Three and a half hours into Feb 27, 2010, a mega-earthquake with a moment magnitude (Mw) registering 8.8 on the Richter scale shook the central-south part of Chile. With its epicenter estimated at 43 km offshore and northwest of the locality of Cobquecura (see Fig. 7) and nearly 400 km southwest of Santiago, it produced 8.5 magnitude recordings in the greater Santiago city area; Chile’s capital, most populous city (population of around 6 million) and home to numerous tall glass facade buildings.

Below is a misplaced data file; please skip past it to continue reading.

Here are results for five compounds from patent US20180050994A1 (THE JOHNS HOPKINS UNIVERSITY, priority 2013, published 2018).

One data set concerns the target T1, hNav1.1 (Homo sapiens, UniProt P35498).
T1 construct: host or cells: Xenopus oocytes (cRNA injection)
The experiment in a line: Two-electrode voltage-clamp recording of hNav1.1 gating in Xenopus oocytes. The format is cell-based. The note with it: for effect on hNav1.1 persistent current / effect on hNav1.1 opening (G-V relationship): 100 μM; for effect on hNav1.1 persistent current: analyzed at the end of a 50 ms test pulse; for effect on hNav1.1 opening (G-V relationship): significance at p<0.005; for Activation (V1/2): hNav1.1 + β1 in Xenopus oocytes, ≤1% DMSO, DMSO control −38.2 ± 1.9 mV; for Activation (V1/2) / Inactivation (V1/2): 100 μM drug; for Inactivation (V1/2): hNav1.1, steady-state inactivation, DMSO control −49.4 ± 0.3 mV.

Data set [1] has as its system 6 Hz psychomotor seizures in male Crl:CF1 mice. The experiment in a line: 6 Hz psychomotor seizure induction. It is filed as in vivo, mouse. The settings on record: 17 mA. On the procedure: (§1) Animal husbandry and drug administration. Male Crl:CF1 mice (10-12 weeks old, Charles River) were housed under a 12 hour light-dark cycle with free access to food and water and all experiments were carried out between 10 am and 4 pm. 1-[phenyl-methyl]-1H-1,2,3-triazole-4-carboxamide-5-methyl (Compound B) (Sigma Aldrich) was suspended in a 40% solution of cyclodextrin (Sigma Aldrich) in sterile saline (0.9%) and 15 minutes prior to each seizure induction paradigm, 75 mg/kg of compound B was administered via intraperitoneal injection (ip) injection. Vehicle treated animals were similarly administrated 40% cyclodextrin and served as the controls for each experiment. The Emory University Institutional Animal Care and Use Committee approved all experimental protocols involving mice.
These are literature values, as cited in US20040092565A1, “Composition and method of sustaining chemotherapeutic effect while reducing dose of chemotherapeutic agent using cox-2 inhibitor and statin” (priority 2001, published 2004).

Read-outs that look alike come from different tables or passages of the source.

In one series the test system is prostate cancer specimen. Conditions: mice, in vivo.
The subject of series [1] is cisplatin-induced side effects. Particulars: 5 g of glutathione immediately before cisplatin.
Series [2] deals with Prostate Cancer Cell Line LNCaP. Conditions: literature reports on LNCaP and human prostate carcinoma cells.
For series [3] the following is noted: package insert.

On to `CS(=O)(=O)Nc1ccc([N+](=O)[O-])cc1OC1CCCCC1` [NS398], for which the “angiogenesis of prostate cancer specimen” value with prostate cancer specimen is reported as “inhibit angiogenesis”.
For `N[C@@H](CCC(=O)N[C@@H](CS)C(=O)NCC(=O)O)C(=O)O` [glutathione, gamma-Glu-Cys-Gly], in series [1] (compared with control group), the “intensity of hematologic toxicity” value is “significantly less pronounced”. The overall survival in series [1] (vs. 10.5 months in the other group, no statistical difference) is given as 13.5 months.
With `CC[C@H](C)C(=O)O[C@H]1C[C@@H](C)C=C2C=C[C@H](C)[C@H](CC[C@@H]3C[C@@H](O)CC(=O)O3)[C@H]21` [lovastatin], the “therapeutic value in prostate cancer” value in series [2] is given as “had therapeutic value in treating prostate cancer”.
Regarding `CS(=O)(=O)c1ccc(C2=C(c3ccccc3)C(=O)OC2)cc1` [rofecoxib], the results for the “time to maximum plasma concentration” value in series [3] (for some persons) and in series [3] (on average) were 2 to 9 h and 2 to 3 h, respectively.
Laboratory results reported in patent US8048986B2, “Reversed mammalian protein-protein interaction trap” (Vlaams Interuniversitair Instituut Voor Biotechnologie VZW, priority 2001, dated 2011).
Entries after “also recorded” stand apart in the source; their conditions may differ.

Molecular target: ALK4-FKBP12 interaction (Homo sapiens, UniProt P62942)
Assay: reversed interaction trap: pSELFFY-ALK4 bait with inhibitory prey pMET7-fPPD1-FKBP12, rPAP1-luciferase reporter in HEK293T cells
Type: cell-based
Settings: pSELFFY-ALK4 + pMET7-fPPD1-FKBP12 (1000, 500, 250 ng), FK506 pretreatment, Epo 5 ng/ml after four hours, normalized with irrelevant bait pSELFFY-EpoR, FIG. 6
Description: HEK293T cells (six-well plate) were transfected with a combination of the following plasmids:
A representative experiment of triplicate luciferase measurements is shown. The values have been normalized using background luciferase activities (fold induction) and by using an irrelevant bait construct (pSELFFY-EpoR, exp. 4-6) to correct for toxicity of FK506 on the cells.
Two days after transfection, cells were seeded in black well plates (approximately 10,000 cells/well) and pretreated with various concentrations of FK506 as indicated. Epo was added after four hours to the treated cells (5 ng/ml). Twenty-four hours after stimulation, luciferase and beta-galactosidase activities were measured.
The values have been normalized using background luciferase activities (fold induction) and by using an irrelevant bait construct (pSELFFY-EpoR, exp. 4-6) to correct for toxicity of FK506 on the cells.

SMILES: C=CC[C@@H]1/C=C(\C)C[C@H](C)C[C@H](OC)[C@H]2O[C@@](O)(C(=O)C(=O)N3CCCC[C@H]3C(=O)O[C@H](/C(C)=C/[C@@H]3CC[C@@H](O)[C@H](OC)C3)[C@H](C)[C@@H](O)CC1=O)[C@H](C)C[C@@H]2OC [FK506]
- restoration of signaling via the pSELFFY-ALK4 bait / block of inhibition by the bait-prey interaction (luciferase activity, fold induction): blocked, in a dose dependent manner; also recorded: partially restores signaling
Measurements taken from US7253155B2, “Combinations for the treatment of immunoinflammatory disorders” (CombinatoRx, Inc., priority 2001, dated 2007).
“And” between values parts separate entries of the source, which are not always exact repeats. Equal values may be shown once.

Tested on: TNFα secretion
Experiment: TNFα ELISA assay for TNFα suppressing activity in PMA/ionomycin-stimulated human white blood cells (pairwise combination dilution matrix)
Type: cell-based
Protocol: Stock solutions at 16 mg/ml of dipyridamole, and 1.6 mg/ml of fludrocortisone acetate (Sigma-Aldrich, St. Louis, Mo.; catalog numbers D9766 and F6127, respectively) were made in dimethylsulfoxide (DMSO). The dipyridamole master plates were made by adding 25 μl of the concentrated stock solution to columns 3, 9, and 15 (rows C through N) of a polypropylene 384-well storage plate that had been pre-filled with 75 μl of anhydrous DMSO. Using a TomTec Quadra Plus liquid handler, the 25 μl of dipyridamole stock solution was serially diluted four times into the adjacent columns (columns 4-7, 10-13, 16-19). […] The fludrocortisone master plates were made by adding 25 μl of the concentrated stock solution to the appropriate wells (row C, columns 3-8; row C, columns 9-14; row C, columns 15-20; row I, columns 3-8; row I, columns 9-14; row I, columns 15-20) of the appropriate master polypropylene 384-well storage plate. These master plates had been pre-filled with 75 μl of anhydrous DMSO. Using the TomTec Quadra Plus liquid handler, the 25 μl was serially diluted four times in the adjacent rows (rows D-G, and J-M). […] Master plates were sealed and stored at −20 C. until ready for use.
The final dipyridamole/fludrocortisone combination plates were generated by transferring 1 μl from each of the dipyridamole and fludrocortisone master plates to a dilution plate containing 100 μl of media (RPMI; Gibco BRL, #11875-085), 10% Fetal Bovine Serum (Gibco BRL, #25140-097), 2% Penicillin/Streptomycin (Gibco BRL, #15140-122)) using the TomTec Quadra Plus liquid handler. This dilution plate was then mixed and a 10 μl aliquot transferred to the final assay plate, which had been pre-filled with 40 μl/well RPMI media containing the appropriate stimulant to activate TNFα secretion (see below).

This “megathrust" earthquake occurred at the convergence of the Nazca (oceanic) plate with the South American continental plate at a depth of 35 km (21.7 miles) [source: Servicio Sismologico, University of Chile, www. sismolo – gia. cl]. “Megathrust earthquakes occur at subduction zones at destructive plate boundaries (convergent boundaries), where one tectonic plate is forced under (subducts) another. Due to the shallow dip of the plate boundary, which causes large sections to get stuck, these earthquakes are among the world’s largest, with moment magnitudes that can exceed 9.0. Since 1900, all six earthquakes of magnitude 9.0 or greater have been megathrust earthquakes. No other type of known tectonic activity can produce earthquakes of this scale" [18].